Volkswagen pledges to end experiments on animals

Volkswagen financed research on the effects of diesel exhaust on 10 monkeys

By Energía16

05/06/2018

Volkswagen, the largest automaker in Europe, is currently in the eye of the hurricane. The company is trying to get through a scandal involving toxic emissions and animals. In this sense, the brand has pledged to never perform experiments on animals again… specifically with monkeys.

The New York Times states that Volkswagen was involved in cheating, by illegally rigging the software on millions of vehicles. The goal was to make it seem as if they complied with pollution standards. This scandal also caused a major shift in the public’s perception of diesel. A few years ago, the fuel had been promoted as an environmentally friendly alternative to gasoline. However, governments in Europe and elsewhere are increasingly restricting its use.

The recent scandal involving the brand is related to a series of documents (and videos). These documents prove that the company financed research on the effects of diesel exhaust on 10 monkeys. The experiment involved spewing the gases at 10 macaque monkeys in airtight chambers. Of course, the information fueled disputes between environmentalists and protectionists. Under this pressure, the brand announced it will end experiments on animals.

Furthermore, the brand sent a letter to PETA reaffirming it will move to abandon this practice. In reality, this evidence was brought to light five months ago. The experiment involved forcing the monkeys to inhale the diesel fumes emitted by an old van and a VW Beetle for four hours. Protesters took Volkswagen’s headquarters and more than 160,000 PETA supporters sent emails on this matter.

Terror Lab

According to a statement issued by PETA, the inhalation experiment was carried out at Lovelace Respiratory Research Institute (LRRI), a laboratory in Albuquerque, New Mexico. This state is notorious for its chronic violations of animal-welfare laws. PETA notes that after the monkeys were forced to inhale automobile exhaust at LRRI, a tube was thrust down their windpipes through their noses or mouths to collect lung tissue.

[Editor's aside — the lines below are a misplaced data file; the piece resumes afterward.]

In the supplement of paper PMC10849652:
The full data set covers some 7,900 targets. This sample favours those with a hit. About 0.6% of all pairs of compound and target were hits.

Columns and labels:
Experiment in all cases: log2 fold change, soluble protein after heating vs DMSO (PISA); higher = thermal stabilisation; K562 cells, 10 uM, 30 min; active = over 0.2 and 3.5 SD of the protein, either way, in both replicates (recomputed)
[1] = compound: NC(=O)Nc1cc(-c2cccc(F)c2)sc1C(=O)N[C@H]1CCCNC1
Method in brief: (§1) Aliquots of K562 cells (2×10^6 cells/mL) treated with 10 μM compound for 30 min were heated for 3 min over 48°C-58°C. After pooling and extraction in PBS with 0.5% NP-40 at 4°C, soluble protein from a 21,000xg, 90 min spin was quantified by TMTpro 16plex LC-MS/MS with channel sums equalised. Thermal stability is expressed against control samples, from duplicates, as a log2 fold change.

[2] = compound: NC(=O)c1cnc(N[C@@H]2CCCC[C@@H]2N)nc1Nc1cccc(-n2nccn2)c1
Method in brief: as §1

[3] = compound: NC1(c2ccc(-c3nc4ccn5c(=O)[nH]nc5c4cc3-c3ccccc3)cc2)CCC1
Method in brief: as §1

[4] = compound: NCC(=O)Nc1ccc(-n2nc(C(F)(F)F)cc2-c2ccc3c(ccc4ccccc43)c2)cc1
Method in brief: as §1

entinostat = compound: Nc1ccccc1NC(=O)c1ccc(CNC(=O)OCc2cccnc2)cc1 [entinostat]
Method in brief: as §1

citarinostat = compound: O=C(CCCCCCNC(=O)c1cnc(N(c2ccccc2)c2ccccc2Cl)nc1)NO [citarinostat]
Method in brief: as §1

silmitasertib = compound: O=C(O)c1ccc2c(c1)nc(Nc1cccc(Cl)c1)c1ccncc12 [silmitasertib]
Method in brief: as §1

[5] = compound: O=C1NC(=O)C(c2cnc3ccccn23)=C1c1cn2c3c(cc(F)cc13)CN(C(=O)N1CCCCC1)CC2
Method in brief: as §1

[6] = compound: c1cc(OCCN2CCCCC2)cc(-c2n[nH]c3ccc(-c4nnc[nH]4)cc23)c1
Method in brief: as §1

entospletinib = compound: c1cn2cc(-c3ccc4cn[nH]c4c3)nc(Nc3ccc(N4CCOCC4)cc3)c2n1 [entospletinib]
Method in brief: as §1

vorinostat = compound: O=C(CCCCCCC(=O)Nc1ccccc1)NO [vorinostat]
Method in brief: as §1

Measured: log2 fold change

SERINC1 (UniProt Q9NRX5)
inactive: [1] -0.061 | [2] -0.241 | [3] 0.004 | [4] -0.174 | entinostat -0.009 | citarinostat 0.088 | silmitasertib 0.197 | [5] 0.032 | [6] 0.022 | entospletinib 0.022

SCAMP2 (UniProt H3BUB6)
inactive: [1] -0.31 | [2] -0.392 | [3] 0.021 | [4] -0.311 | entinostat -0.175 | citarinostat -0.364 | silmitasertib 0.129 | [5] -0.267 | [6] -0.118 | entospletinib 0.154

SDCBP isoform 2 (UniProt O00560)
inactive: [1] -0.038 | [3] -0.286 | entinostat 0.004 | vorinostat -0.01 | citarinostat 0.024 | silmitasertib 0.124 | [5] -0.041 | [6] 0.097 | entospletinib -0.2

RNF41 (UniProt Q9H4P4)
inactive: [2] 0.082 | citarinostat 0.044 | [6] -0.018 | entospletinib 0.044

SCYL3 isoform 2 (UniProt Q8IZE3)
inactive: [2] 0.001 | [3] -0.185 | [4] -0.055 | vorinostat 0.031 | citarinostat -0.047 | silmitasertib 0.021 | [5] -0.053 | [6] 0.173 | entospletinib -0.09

Protesters showed signs depicting monkeys and the words “Don’t hurt us” at these rallies led by PETA.

“Volkswagen did the right thing in pledging to no longer conduct tests on animals. These tests are irrelevant to human health and not required by law,” said Kathy Guillermo, a senior vice president at the group. “PETA is calling on other carmakers that still test on animals to follow suit and embrace modern and humane, animal-free research methods instead.” “Monkeys deserve to be respected and left in nature. They should not be bred for experiments or captured from their homes in the wild and shipped internationally. Much less locked inside chambers, and forced to inhale diesel fumes,” she continued.

The New York Times indicates that the company’s chief executive Herbert Diess questioned the ethics of the decision to experiment on monkeys. Nonetheless, he sustained that these studies were conducted in the United States and did not break any local laws. “Volkswagen explicitly distances itself from all forms of animal abuse. In the future, we will rule out all testing on animals, as long as there are no pressing — such as legal — reasons that would make this necessary.”

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